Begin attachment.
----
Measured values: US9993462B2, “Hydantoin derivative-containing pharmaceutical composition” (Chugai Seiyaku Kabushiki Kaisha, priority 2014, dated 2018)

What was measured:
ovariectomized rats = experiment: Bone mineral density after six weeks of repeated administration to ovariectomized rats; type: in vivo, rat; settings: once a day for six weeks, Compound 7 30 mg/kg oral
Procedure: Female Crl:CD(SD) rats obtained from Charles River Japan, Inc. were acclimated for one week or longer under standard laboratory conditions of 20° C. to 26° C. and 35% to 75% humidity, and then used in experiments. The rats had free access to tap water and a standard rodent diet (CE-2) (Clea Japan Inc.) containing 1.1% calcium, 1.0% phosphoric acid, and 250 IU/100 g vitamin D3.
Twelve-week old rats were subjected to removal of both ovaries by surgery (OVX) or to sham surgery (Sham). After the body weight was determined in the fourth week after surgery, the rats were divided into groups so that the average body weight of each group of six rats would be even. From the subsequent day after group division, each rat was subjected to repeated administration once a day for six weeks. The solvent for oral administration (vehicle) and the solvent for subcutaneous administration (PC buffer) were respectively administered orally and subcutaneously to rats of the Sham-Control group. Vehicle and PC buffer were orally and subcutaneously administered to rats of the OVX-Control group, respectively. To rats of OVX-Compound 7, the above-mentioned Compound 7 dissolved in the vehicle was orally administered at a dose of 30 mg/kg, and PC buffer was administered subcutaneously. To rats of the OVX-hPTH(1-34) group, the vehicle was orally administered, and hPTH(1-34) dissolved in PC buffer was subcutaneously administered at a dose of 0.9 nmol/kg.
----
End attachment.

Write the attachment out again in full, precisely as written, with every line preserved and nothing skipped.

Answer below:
Measured values: US9993462B2, “Hydantoin derivative-containing pharmaceutical composition” (Chugai Seiyaku Kabushiki Kaisha, priority 2014, dated 2018)

What was measured:
ovariectomized rats = experiment: Bone mineral density after six weeks of repeated administration to ovariectomized rats; type: in vivo, rat; settings: once a day for six weeks, Compound 7 30 mg/kg oral
Procedure: Female Crl:CD(SD) rats obtained from Charles River Japan, Inc. were acclimated for one week or longer under standard laboratory conditions of 20° C. to 26° C. and 35% to 75% humidity, and then used in experiments. The rats had free access to tap water and a standard rodent diet (CE-2) (Clea Japan Inc.) containing 1.1% calcium, 1.0% phosphoric acid, and 250 IU/100 g vitamin D3.
Twelve-week old rats were subjected to removal of both ovaries by surgery (OVX) or to sham surgery (Sham). After the body weight was determined in the fourth week after surgery, the rats were divided into groups so that the average body weight of each group of six rats would be even. From the subsequent day after group division, each rat was subjected to repeated administration once a day for six weeks. The solvent for oral administration (vehicle) and the solvent for subcutaneous administration (PC buffer) were respectively administered orally and subcutaneously to rats of the Sham-Control group. Vehicle and PC buffer were orally and subcutaneously administered to rats of the OVX-Control group, respectively. To rats of OVX-Compound 7, the above-mentioned Compound 7 dissolved in the vehicle was orally administered at a dose of 30 mg/kg, and PC buffer was administered subcutaneously. To rats of the OVX-hPTH(1-34) group, the vehicle was orally administered, and hPTH(1-34) dissolved in PC buffer was subcutaneously administered at a dose of 0.9 nmol/kg.